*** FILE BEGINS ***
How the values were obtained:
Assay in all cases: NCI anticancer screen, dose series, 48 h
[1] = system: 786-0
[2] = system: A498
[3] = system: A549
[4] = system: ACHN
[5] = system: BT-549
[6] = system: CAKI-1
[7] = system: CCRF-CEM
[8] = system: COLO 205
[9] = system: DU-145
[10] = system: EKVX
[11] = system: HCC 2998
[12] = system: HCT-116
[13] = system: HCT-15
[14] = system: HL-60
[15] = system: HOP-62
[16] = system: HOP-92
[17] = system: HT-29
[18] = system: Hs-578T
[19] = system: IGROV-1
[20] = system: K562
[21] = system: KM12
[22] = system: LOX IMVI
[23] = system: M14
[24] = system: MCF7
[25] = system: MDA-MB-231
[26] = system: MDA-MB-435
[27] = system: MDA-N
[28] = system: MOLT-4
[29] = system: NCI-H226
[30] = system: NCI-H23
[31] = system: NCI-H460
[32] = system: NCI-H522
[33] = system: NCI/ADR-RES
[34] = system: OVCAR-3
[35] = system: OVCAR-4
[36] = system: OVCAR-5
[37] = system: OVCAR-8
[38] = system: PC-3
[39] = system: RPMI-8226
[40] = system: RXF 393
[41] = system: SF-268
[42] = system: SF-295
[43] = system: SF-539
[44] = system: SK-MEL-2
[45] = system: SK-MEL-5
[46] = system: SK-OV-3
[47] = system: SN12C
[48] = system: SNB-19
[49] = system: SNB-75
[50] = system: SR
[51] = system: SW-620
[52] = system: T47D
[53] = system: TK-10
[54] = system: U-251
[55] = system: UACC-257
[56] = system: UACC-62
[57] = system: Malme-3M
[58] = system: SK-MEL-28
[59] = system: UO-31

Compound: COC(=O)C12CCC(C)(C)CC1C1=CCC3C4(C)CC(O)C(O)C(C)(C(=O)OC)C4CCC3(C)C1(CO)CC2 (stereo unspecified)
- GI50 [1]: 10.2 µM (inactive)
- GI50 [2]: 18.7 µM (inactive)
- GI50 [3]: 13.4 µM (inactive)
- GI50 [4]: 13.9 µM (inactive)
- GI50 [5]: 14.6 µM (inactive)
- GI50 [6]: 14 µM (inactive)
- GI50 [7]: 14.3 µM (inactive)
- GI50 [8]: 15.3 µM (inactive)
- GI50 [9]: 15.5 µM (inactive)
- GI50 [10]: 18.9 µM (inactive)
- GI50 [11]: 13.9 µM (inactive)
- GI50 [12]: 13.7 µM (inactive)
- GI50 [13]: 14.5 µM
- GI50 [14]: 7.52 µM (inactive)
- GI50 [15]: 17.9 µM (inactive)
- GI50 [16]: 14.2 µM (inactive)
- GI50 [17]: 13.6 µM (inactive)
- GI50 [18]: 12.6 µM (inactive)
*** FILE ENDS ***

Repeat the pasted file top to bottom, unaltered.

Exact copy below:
How the values were obtained:
Assay in all cases: NCI anticancer screen, dose series, 48 h
[1] = system: 786-0
[2] = system: A498
[3] = system: A549
[4] = system: ACHN
[5] = system: BT-549
[6] = system: CAKI-1
[7] = system: CCRF-CEM
[8] = system: COLO 205
[9] = system: DU-145
[10] = system: EKVX
[11] = system: HCC 2998
[12] = system: HCT-116
[13] = system: HCT-15
[14] = system: HL-60
[15] = system: HOP-62
[16] = system: HOP-92
[17] = system: HT-29
[18] = system: Hs-578T
[19] = system: IGROV-1
[20] = system: K562
[21] = system: KM12
[22] = system: LOX IMVI
[23] = system: M14
[24] = system: MCF7
[25] = system: MDA-MB-231
[26] = system: MDA-MB-435
[27] = system: MDA-N
[28] = system: MOLT-4
[29] = system: NCI-H226
[30] = system: NCI-H23
[31] = system: NCI-H460
[32] = system: NCI-H522
[33] = system: NCI/ADR-RES
[34] = system: OVCAR-3
[35] = system: OVCAR-4
[36] = system: OVCAR-5
[37] = system: OVCAR-8
[38] = system: PC-3
[39] = system: RPMI-8226
[40] = system: RXF 393
[41] = system: SF-268
[42] = system: SF-295
[43] = system: SF-539
[44] = system: SK-MEL-2
[45] = system: SK-MEL-5
[46] = system: SK-OV-3
[47] = system: SN12C
[48] = system: SNB-19
[49] = system: SNB-75
[50] = system: SR
[51] = system: SW-620
[52] = system: T47D
[53] = system: TK-10
[54] = system: U-251
[55] = system: UACC-257
[56] = system: UACC-62
[57] = system: Malme-3M
[58] = system: SK-MEL-28
[59] = system: UO-31

Compound: COC(=O)C12CCC(C)(C)CC1C1=CCC3C4(C)CC(O)C(O)C(C)(C(=O)OC)C4CCC3(C)C1(CO)CC2 (stereo unspecified)
- GI50 [1]: 10.2 µM (inactive)
- GI50 [2]: 18.7 µM (inactive)
- GI50 [3]: 13.4 µM (inactive)
- GI50 [4]: 13.9 µM (inactive)
- GI50 [5]: 14.6 µM (inactive)
- GI50 [6]: 14 µM (inactive)
- GI50 [7]: 14.3 µM (inactive)
- GI50 [8]: 15.3 µM (inactive)
- GI50 [9]: 15.5 µM (inactive)
- GI50 [10]: 18.9 µM (inactive)
- GI50 [11]: 13.9 µM (inactive)
- GI50 [12]: 13.7 µM (inactive)
- GI50 [13]: 14.5 µM
- GI50 [14]: 7.52 µM (inactive)
- GI50 [15]: 17.9 µM (inactive)
- GI50 [16]: 14.2 µM (inactive)
- GI50 [17]: 13.6 µM (inactive)
- GI50 [18]: 12.6 µM (inactive)